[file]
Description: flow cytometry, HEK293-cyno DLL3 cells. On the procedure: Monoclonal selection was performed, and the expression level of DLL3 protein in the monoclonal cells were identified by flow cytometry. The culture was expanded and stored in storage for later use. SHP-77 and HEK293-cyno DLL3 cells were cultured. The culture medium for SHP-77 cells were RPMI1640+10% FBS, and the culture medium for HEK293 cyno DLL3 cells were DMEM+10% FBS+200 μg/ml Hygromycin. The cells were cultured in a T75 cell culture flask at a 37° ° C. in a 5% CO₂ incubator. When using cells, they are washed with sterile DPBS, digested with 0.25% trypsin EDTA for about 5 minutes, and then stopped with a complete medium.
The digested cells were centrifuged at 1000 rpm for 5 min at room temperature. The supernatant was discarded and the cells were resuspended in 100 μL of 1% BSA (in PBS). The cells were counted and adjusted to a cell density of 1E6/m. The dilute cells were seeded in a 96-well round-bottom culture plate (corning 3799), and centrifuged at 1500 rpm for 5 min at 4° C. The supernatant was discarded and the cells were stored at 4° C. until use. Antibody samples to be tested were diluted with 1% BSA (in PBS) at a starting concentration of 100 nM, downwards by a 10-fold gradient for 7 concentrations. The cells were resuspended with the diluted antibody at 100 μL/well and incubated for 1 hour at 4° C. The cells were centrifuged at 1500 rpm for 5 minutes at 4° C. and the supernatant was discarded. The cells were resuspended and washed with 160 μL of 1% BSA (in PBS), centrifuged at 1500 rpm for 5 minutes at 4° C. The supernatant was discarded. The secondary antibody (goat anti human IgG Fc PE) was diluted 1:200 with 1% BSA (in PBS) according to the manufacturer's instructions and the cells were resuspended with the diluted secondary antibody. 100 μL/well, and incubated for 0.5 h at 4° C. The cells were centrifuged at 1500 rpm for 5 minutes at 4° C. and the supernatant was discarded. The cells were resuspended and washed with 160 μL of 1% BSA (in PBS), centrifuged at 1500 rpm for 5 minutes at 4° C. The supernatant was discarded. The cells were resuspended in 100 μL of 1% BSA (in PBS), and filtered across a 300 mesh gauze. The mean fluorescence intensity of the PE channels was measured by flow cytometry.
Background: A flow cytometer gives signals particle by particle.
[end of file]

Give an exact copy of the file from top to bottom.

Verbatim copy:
Description: flow cytometry, HEK293-cyno DLL3 cells. On the procedure: Monoclonal selection was performed, and the expression level of DLL3 protein in the monoclonal cells were identified by flow cytometry. The culture was expanded and stored in storage for later use. SHP-77 and HEK293-cyno DLL3 cells were cultured. The culture medium for SHP-77 cells were RPMI1640+10% FBS, and the culture medium for HEK293 cyno DLL3 cells were DMEM+10% FBS+200 μg/ml Hygromycin. The cells were cultured in a T75 cell culture flask at a 37° ° C. in a 5% CO₂ incubator. When using cells, they are washed with sterile DPBS, digested with 0.25% trypsin EDTA for about 5 minutes, and then stopped with a complete medium.
The digested cells were centrifuged at 1000 rpm for 5 min at room temperature. The supernatant was discarded and the cells were resuspended in 100 μL of 1% BSA (in PBS). The cells were counted and adjusted to a cell density of 1E6/m. The dilute cells were seeded in a 96-well round-bottom culture plate (corning 3799), and centrifuged at 1500 rpm for 5 min at 4° C. The supernatant was discarded and the cells were stored at 4° C. until use. Antibody samples to be tested were diluted with 1% BSA (in PBS) at a starting concentration of 100 nM, downwards by a 10-fold gradient for 7 concentrations. The cells were resuspended with the diluted antibody at 100 μL/well and incubated for 1 hour at 4° C. The cells were centrifuged at 1500 rpm for 5 minutes at 4° C. and the supernatant was discarded. The cells were resuspended and washed with 160 μL of 1% BSA (in PBS), centrifuged at 1500 rpm for 5 minutes at 4° C. The supernatant was discarded. The secondary antibody (goat anti human IgG Fc PE) was diluted 1:200 with 1% BSA (in PBS) according to the manufacturer's instructions and the cells were resuspended with the diluted secondary antibody. 100 μL/well, and incubated for 0.5 h at 4° C. The cells were centrifuged at 1500 rpm for 5 minutes at 4° C. and the supernatant was discarded. The cells were resuspended and washed with 160 μL of 1% BSA (in PBS), centrifuged at 1500 rpm for 5 minutes at 4° C. The supernatant was discarded. The cells were resuspended in 100 μL of 1% BSA (in PBS), and filtered across a 300 mesh gauze. The mean fluorescence intensity of the PE channels was measured by flow cytometry.
Background: A flow cytometer gives signals particle by particle.